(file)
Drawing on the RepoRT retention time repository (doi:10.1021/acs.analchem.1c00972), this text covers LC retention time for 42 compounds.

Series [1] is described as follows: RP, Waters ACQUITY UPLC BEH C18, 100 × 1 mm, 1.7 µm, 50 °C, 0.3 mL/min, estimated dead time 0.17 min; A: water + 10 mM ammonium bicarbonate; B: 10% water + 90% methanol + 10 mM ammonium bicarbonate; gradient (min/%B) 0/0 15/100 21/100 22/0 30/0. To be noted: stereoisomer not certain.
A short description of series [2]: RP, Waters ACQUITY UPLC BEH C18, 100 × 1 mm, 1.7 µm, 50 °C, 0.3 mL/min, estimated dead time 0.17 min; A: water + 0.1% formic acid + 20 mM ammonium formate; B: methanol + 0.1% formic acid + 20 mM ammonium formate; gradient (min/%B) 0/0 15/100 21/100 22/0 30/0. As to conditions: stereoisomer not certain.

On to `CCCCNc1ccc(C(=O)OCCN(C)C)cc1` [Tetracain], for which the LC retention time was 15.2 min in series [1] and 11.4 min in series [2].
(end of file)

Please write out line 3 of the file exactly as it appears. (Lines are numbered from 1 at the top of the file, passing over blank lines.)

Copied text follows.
A short description of series [2]: RP, Waters ACQUITY UPLC BEH C18, 100 × 1 mm, 1.7 µm, 50 °C, 0.3 mL/min, estimated dead time 0.17 min; A: water + 0.1% formic acid + 20 mM ammonium formate; B: methanol + 0.1% formic acid + 20 mM ammonium formate; gradient (min/%B) 0/0 15/100 21/100 22/0 30/0. As to conditions: stereoisomer not certain.